Barnone Brewery Field Trip

A Salty field trip was long overdue for our intrepid team. With summer on the horizon I couldn’t think of a better excursion than a road trip to Barnone Brewery in Rose Valley for Thursday growler night. The only catch? Everyone who joined would have to capture their experience in a vignette of words or images. The result of Salty’s visit to Barnone on July 6, is shared below. I hope you enjoy the words and images our formidable Salty team have brewed up – all are unfiltered and infused with their unique personalities and perspectives.
Cheers, Pröst, Sláinte, Salut! Shannon Courtney

Driving through PEI’s luscious green hills on our way to Barnone Brewery. A small selection of craft beers on tap, we satisfy our thirst with Summer Sessions, a light refreshing sip. Sitting at the picnic tables I dream of German beer gardens and reach into the bag of chips to work on that spontaneous craving for pretzels. My eyes and my mind wander. It’s home I feel and miss at the same time. More people are joining us and we chatter away until the cool of the evening encloses us like a light coat. Driving through the dusk, away. Jessica L. Fritz, writer, and German-born Islander-By-Choice

Barnone beer//Photo Credit: Evan Ceretti

Barnone has created something very special. Not just a business, not just a brewery, what they have cultivated at their site in Rose Valley is a distinct community, centered around the traditions of beer cultures from around the world. The picnic tables in a grassy paddock next to the soaring hops is reminiscent of a German beer garden, full of vitality and laughter. The rolling hills of verdant green, and a breeze that could have easily carried in a ceilidh tune transported me back to the rural pubs of Scotland and Ireland. Yet amongst these far-flung sources of inspiration, the brewery at Barnone is distinctly Prince Edward Island. Paige Matthie, writer and recipe maven behind The Little Island Kitchen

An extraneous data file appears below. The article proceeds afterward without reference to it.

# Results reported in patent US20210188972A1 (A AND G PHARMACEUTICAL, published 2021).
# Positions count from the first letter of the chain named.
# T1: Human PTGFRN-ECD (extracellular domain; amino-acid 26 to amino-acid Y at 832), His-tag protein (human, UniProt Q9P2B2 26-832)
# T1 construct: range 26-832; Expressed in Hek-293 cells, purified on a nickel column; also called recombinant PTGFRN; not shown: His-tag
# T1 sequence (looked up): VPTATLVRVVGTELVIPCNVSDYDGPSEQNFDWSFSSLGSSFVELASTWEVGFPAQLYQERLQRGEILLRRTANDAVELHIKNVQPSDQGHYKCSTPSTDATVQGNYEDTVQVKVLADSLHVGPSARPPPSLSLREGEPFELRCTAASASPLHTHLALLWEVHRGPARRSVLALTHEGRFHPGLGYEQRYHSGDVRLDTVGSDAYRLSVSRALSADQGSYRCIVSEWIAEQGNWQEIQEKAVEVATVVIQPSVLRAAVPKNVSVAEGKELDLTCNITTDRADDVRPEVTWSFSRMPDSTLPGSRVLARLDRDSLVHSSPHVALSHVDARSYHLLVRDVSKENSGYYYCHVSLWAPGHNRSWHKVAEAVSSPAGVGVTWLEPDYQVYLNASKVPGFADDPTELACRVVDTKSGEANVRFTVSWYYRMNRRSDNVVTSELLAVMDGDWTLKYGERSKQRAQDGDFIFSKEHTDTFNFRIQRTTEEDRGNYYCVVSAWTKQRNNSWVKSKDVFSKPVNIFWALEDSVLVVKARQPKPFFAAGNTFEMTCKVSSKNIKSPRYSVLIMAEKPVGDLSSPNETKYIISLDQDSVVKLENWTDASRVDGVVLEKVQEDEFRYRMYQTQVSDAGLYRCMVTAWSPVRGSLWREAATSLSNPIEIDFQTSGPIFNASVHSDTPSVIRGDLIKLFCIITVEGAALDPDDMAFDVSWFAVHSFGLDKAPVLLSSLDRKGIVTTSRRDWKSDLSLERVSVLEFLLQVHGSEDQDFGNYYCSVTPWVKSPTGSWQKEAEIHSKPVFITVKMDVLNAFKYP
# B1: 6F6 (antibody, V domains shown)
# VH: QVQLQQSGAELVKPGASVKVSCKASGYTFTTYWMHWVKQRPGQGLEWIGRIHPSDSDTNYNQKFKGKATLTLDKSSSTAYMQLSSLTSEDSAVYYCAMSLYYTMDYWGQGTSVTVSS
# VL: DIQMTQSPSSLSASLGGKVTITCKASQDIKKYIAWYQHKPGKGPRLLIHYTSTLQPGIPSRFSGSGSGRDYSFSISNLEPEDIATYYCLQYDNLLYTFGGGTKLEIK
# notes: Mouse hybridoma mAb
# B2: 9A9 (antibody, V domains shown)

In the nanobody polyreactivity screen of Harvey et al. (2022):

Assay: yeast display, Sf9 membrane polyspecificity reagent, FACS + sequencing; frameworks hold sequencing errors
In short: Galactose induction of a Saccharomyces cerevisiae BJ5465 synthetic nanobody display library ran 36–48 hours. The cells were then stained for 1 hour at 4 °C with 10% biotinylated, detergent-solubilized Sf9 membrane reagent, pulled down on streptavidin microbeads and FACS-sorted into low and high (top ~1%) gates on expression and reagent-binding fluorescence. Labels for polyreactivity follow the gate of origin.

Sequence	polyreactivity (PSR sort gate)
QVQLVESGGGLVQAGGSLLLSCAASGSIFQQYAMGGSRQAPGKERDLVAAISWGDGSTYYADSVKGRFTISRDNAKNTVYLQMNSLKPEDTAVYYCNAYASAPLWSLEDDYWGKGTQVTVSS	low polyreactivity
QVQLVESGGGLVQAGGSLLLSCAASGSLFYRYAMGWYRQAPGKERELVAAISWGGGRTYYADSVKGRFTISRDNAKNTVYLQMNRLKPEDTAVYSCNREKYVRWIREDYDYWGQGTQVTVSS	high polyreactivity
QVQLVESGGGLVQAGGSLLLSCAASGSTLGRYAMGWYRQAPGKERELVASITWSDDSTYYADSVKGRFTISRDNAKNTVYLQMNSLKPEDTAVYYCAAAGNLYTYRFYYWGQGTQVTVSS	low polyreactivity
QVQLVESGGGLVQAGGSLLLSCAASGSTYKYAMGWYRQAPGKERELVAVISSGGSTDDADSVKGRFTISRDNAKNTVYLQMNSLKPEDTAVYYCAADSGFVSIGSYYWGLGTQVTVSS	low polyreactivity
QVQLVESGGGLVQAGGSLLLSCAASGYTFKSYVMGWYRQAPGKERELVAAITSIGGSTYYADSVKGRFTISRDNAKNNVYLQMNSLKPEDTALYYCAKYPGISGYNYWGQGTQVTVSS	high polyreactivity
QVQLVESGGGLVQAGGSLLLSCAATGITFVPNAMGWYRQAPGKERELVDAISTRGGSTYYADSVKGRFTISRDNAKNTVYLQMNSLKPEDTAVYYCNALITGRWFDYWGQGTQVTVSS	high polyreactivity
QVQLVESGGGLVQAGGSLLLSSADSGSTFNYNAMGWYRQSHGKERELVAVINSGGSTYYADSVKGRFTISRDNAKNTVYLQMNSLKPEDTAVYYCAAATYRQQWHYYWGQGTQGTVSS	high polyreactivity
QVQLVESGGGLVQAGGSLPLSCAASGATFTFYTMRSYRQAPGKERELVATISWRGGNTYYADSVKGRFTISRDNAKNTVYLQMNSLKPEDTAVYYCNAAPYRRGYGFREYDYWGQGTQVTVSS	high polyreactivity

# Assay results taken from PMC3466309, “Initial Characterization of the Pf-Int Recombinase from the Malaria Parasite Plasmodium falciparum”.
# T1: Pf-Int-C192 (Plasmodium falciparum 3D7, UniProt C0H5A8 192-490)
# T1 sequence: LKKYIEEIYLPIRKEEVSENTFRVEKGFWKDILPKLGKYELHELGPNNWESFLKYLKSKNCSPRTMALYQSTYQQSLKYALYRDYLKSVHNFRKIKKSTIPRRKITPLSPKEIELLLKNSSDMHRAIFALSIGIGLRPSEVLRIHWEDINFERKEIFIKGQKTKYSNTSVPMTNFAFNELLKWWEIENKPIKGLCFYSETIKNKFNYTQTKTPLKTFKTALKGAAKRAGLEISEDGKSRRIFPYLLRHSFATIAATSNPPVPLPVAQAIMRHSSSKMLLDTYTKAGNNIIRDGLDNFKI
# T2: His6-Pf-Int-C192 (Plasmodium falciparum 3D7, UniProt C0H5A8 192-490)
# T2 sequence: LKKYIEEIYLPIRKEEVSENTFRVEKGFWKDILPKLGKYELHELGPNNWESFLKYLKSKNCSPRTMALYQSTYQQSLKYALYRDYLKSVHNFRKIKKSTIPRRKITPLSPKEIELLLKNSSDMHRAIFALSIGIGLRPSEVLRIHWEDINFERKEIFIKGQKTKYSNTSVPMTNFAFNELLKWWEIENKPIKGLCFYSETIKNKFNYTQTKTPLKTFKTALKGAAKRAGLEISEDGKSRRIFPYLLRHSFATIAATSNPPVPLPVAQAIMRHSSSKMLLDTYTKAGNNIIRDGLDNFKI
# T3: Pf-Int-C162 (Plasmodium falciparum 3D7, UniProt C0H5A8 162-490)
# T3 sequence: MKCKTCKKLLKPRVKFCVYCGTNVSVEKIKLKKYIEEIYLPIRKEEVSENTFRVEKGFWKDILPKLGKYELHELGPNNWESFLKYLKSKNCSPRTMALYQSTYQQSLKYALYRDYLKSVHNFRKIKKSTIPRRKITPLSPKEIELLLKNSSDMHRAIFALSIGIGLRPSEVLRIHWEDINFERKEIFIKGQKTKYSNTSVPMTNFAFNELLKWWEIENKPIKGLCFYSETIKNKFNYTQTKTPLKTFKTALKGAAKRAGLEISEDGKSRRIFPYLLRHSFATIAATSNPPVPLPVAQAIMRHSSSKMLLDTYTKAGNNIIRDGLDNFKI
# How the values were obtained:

I feel very un-Canadian admitting that I don’t like beer. Fortunately, Barnone is more backyard BBQ at your pal’s place than snooty brew pub. The atmosphere is country casual. Tucked away on Rte. 225, picnic tables are scattered around the fenced yard overlooking scenic farmland. BYOPC (bring your own potato chips) and outdoor games spawn spontaneous conversations and connections. And like all good friends, they didn’t shun me for unpatriotic drinking habits or pathetic washer toss skills. Katherine Bell, writer
Beer in a field? This is not junior high. Last month marks my first visit to Barnone Brewery and Hop Farm. I went to school with owner Don Campbell. I would see him occasionally in town. I always kept saying I should come out to the brewery. I don’t know why it took so long. Drinking in a farm yard has a certain cachet. It’s a friendly place. A beautiful setting. The sun was going down giving the surrounding fields the midsummer glow. The farm looks over Rose Valley down towards the Dunk River. This is a pleasant place to get quietly soused. If only you didn’t have to drive. Pro tip: Always bring a designated driver. The beer is quite lovely as well. There were two or three on tap but the IPA was the standout. Extremely hop forward. The first taste was eye-opening. Go to Barnone. Rod Weatherbie, Writer